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History of Mental Illness Tied to Earlier Onset of Alzheimer's Disease

History of Mental Illness Tied to Earlier Onset of Alzheimer's Disease

THURSDAY, Feb. 25, 2021 (HealthDay News) -- People with Alzheimer's disease often have a history of depression or anxiety, which might mean an earlier emergence of memory and thinking problems, a preliminary study suggests.

Researchers found that of 1,500 Alzheimer's patients at their center, 43% had a history of depress...

  • Amy Norton HealthDay Reporter
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  • February 25, 2021
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Mental Illness Not a Factor in Most Mass Shootings

Mental Illness Not a Factor in Most Mass Shootings

Contrary to what many believe, a new study finds that mental illness isn't a factor in most mass shootings or other types of mass murder.

"The findings from this potentially definitive study suggest that emphasis on serious mental illness, such as schizophrenia or psychotic mood disorders, as a risk factor for mass shootings is given undue...

  • Robert Preidt
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  • February 25, 2021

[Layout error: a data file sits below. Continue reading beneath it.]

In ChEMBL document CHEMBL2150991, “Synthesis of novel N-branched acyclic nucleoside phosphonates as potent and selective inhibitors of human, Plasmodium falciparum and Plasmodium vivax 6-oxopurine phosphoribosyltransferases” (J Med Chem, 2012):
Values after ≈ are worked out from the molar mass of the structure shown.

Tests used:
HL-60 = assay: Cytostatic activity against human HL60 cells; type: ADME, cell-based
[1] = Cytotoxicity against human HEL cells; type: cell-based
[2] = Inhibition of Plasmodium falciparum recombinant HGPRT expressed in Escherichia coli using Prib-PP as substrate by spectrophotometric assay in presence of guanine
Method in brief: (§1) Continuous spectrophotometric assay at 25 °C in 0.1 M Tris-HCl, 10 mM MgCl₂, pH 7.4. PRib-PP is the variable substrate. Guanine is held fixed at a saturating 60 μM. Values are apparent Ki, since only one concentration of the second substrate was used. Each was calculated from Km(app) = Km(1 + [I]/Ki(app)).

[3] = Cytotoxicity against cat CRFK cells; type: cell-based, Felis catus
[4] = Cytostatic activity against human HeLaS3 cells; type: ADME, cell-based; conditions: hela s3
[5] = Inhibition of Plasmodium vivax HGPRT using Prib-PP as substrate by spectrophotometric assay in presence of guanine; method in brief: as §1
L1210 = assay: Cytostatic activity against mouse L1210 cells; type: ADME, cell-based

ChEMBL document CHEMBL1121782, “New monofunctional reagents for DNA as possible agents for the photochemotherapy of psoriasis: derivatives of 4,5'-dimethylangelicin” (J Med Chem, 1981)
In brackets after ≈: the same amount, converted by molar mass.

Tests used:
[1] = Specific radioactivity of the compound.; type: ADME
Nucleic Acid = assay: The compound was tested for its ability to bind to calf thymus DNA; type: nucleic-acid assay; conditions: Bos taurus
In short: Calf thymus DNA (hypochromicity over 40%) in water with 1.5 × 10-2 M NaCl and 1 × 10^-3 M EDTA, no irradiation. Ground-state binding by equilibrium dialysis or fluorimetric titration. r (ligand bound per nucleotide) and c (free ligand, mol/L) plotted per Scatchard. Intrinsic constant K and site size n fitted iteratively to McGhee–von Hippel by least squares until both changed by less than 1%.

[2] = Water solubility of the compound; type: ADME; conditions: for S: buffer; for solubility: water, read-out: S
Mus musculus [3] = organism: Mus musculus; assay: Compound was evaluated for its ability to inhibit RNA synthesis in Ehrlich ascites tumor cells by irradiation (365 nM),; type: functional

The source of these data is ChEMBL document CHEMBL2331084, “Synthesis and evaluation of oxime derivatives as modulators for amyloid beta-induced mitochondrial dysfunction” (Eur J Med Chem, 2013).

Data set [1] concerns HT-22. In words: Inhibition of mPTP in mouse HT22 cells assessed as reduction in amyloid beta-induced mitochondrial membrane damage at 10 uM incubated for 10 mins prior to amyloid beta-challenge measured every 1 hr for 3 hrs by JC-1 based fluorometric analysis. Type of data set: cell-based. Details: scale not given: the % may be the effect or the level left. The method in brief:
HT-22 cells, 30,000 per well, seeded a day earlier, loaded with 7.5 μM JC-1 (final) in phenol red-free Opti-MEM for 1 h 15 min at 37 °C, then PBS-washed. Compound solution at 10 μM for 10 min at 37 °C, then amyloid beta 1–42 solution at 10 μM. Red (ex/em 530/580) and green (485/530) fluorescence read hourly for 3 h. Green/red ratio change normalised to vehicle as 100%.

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High Blood Pressure in Pregnancy Could Affect Women's Hearts Long Term

High Blood Pressure in Pregnancy Could Affect Women's Hearts Long Term

Pregnancy-related high blood pressure can lead to long-term heart risks, new research shows.

Compared to those with normal blood pressure during pregnancy, women who developed blood pressure disorders such as preeclampsia and gestational hypertension had significant differences in heart structure and function a decade after giving birth.

  • Robert Preidt
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  • February 25, 2021
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Modern Medicine Unwraps Mystery of Ancient Mummy's Death

Modern Medicine Unwraps Mystery of Ancient Mummy's Death

Modern technology has unraveled an ancient mystery about the death of an Egyptian king.

Computed tomography (CT) scans of the mummified remains of Pharaoh Seqenenre Taa II, the Brave, revealed new details about his head injuries not previously found in examinations since his mummy was discovered in the 1880s. Those examinations, includ...

Pandemic Is Adding to Teachers' Stress, and Quit Rates

Pandemic Is Adding to Teachers' Stress, and Quit Rates